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Cryptocurrency and taxes should be understood when filing

On Behalf of | Mar 18, 2021 | Tax Liens |

Bitcoin and other forms of cryptocurrency are growing in popularity in Maryland, Washington D.C. and across the world. People who are using this new form of currency may be excited about being involved in a potential game-changer that will be prominent in the future. However, as with most drastic changes, there are aspects that can sow confusion. Taxes are an ever-present issue that must be addressed. The Internal Revenue Service is aggressive in its collection practices if it believes there is wrongdoing taking place. Even amid the pandemic, people should be cognizant of how crypto should be reported and have legal protection if problems arise.

Key points about reporting crypto to the IRS

The IRS is warning taxpayers who own crypto that it must be reported on their tax returns. If there was income from this currency regardless of how it was accrued, hiding the information from the IRS could be a troublesome issue. If, for example, payments were made in crypto and it is later discovered through an audit even years later, the IRS will want to know why it was not reported. Crypto is a high-priority for the IRS due to its growing popularity. It asks on the tax return if the person was involved with crypto in any way and, if so, it must be reported.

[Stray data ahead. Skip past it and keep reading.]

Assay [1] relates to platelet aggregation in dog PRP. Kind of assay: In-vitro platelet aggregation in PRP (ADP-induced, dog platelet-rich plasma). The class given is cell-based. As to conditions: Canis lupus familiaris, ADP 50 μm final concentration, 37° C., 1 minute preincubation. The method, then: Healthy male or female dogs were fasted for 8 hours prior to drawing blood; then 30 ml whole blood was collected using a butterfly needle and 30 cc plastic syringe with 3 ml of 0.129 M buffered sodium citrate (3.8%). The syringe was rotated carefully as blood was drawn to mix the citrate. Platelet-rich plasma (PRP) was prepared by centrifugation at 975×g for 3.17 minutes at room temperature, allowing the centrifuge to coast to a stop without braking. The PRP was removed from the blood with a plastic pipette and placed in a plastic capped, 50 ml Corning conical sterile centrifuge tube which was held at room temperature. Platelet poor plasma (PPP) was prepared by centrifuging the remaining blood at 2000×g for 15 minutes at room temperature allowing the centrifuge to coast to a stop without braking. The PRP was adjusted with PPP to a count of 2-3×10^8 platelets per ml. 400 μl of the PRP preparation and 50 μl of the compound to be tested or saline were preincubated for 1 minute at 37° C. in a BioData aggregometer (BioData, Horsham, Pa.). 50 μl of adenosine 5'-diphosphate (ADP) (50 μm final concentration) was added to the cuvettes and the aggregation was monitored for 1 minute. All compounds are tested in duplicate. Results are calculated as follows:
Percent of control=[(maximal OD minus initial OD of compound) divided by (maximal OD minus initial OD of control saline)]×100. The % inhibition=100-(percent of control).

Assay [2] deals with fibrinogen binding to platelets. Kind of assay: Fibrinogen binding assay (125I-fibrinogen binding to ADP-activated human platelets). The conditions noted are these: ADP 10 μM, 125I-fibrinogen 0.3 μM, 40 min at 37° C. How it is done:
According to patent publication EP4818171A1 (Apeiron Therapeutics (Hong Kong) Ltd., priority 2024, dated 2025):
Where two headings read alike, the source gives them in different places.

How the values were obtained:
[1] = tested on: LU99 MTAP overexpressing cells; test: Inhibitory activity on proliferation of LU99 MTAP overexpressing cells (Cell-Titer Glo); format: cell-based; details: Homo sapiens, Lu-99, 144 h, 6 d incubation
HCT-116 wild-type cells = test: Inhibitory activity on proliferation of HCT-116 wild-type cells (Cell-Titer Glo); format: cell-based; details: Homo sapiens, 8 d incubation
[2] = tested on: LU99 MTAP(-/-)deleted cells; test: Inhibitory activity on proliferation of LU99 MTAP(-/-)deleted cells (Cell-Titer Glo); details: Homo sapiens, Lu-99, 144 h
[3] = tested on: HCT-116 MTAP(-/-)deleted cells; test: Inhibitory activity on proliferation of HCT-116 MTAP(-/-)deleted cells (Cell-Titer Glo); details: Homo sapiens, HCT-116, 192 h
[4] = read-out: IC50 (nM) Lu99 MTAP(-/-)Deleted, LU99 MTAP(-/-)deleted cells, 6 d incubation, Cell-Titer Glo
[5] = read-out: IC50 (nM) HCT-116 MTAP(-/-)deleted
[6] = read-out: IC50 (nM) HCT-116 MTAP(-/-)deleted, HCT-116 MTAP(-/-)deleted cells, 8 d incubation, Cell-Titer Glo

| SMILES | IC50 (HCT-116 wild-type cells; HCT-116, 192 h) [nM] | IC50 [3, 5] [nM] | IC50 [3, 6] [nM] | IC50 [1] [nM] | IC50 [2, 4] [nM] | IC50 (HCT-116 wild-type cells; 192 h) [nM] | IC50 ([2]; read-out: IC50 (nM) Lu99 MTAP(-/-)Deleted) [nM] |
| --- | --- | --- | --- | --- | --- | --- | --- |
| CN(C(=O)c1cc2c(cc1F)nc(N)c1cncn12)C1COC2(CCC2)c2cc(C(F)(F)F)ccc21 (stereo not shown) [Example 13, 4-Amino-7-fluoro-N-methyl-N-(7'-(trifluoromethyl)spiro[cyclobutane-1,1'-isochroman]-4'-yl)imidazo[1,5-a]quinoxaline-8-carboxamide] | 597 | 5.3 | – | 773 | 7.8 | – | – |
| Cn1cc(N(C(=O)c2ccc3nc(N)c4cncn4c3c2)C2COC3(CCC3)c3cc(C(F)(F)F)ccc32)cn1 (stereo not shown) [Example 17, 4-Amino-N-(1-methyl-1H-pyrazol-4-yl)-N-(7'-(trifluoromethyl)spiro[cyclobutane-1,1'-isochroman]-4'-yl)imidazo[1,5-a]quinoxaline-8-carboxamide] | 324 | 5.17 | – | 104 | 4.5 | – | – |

The price of crypto fluctuates with investors and businesses still navigating this unfamiliar terrain. People are gaining and losing money quickly as its value spikes and recedes. For those who owned it but did not do anything with it, there will be no tax issues. Still, it is vital to inform the IRS that it was owned. The IRS has taken to letting people who own crypto and did not report income from it that they must pay. Currently, the IRS is allowing people some wiggle room to address any failure to pay, but that is not expected to last forever, especially with the growing use of crypto.

Legal assistance may be imperative with cryptocurrency

For all its benefits and the enthusiasm surrounding it, crypto is relatively new and can be confusing even to experienced business people and investors. The reality with income and investments that increase in value is that the IRS will want its share. Crypto is property and will be taxed as such. For those who are concerned about how crypto will impact their tax obligations or believe they are already in jeopardy because of failing to report it, it is wise to have experienced legal assistance. Consulting with legal professionals who understand aggressive tax collection might be able to help.